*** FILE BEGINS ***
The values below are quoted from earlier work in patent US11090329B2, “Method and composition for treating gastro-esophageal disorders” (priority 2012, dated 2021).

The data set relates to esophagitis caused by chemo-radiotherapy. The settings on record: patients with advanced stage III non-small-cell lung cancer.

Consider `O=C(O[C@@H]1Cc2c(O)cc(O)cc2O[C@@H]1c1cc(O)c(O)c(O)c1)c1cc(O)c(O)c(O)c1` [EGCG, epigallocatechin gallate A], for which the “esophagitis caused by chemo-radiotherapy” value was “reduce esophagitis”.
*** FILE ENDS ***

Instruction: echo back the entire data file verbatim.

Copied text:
The values below are quoted from earlier work in patent US11090329B2, “Method and composition for treating gastro-esophageal disorders” (priority 2012, dated 2021).

The data set relates to esophagitis caused by chemo-radiotherapy. The settings on record: patients with advanced stage III non-small-cell lung cancer.

Consider `O=C(O[C@@H]1Cc2c(O)cc(O)cc2O[C@@H]1c1cc(O)c(O)c(O)c1)c1cc(O)c(O)c(O)c1` [EGCG, epigallocatechin gallate A], for which the “esophagitis caused by chemo-radiotherapy” value was “reduce esophagitis”.